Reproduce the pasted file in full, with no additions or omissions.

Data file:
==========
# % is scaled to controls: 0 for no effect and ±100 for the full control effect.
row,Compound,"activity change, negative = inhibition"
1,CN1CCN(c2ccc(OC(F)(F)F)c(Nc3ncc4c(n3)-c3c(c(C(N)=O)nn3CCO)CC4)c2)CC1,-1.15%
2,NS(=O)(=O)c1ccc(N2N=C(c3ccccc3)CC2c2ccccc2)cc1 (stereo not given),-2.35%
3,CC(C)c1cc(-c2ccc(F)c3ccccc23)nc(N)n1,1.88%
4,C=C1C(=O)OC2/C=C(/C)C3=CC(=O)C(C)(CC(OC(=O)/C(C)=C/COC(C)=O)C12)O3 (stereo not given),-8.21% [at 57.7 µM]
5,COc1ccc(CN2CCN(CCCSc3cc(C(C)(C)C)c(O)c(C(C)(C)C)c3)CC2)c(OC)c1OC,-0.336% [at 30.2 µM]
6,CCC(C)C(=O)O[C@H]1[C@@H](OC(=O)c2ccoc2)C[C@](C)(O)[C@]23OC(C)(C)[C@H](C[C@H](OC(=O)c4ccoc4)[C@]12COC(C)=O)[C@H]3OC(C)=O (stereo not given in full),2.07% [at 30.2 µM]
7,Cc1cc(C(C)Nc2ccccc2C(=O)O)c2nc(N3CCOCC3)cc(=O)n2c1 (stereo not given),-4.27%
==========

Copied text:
# % is scaled to controls: 0 for no effect and ±100 for the full control effect.
row,Compound,"activity change, negative = inhibition"
1,CN1CCN(c2ccc(OC(F)(F)F)c(Nc3ncc4c(n3)-c3c(c(C(N)=O)nn3CCO)CC4)c2)CC1,-1.15%
2,NS(=O)(=O)c1ccc(N2N=C(c3ccccc3)CC2c2ccccc2)cc1 (stereo not given),-2.35%
3,CC(C)c1cc(-c2ccc(F)c3ccccc23)nc(N)n1,1.88%
4,C=C1C(=O)OC2/C=C(/C)C3=CC(=O)C(C)(CC(OC(=O)/C(C)=C/COC(C)=O)C12)O3 (stereo not given),-8.21% [at 57.7 µM]
5,COc1ccc(CN2CCN(CCCSc3cc(C(C)(C)C)c(O)c(C(C)(C)C)c3)CC2)c(OC)c1OC,-0.336% [at 30.2 µM]
6,CCC(C)C(=O)O[C@H]1[C@@H](OC(=O)c2ccoc2)C[C@](C)(O)[C@]23OC(C)(C)[C@H](C[C@H](OC(=O)c4ccoc4)[C@]12COC(C)=O)[C@H]3OC(C)=O (stereo not given in full),2.07% [at 30.2 µM]
7,Cc1cc(C(C)Nc2ccccc2C(=O)O)c2nc(N3CCOCC3)cc(=O)n2c1 (stereo not given),-4.27%